On February 1, 2017 the IRS Large Business & International (LB&I) announced a new compliance campaign. This campaign is focusing more on an issue-basis, focusing on areas they have deemed to be the highest risk for potential non-compliance and abuse by taxpayers. Overall 13 initial areas were chosen for this initial campaign, relating to a number of different tax areas. Among this list are new issues of focus along with some “old favorites” of the LB&I Division. These areas include:
Micro-Captive Insurance Transactions
Micro-Captive insurance refers to a situation wherein a taxpayer has set up a subsidiary or related party as an insurance company, paying tax deductible premiums to the company. However, under IRS guidelines, these insurance companies are able to exclude up to $1.2 million in premium income, effectively reducing group taxable income. These transactions were listed as a transaction of interest in 2016, as there have been multiple cases of abuse by taxpayers. The IRS will be looking to check if these transactions were negotiated and administered at arm’s length and if they follow sound business practices.
Related Party Transactions
One of the most common transactions for privately held businesses typically involve the loaning of funds between commonly controlled entities, along with payment of expenses on behalf of controlled entities and transactions between these entities. The IRS will be focusing on the “middle market” segment and looking at these transactions more closely to ensure they are legitimate and in compliance with IRS regulations.
S Corporation Losses in Excess of Basis
Per IRS Code, S Corporation shareholders can only deduct losses for which they have basis. Basis, in basic terms, refers to how much “skin in the game” a taxpayer has, generally the economics they have at risk in their business. Basis for S Corporations has had new regulations and guidance issued in the last few years, including basis issues for personal guarantees on loans & related party loans. This campaign will consist of not only issue-based examinations, but letters encouraging voluntary corrections of past mistakes and a new form for computing basis.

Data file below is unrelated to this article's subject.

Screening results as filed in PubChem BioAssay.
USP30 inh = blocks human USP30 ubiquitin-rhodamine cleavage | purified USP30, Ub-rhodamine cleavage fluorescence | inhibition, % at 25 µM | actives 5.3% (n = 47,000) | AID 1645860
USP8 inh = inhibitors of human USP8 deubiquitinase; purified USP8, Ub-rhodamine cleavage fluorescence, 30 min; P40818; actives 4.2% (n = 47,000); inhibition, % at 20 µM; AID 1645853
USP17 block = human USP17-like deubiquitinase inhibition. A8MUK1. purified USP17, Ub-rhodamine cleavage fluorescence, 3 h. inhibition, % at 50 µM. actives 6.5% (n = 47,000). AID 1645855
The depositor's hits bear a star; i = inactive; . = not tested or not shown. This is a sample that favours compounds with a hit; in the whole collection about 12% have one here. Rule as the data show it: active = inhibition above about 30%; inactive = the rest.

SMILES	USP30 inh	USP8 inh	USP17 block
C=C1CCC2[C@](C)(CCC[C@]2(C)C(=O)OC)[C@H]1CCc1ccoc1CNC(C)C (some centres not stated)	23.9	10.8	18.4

1120-F Non-Filing Campaign
Foreign businesses who conduct active trade or business in the US may be required to file a tax return in the US. This filing is largely done via Form 1120-F for corporations. LB&I will be using all available data (such as customs records) to determine what level of activity a foreign company may have in the US and will be making sure these companies are current and complete with their filing obligations. Foreign taxpayers should be aware of this increased and look to potentially rely on tax treaty protections to avoid risk.
Inbound Distributor Campaign
Many companies who wish to avail their products to the US will often set up a US Subsidiary in order to market and sell their products. The IRS is concerned that these companies often show only a small profit or a loss, and therefore are not respecting arm’s length principles in their purchasing of products from their foreign parent company. Transfer pricing has long been a hot issue for LB&I, and they are now beginning to look at US companies with foreign related parties for increased examination. The IRS wants to make sure that these taxpayers are making returns that are appropriate based on functions performed and risks assumed by these taxpayers.
Other areas of increased IRS scrutiny will be the IRC 48C Energy Credit, OVDP Declines-Withdrawals, Domestic Production Activities Deduction for TV & Film, Deferred Variable Annuity Reserves & Life Insurance IIR, Basket Transactions, Land Development under the Completed Contract Method, TEFRA Linkage & Repatriation.
Taxpayers should make sure that if they currently have any transactions in these above areas that they are reviewed and their support for positions is solid and that they are receiving the proper advice to mitigate their tax compliance risks in these areas.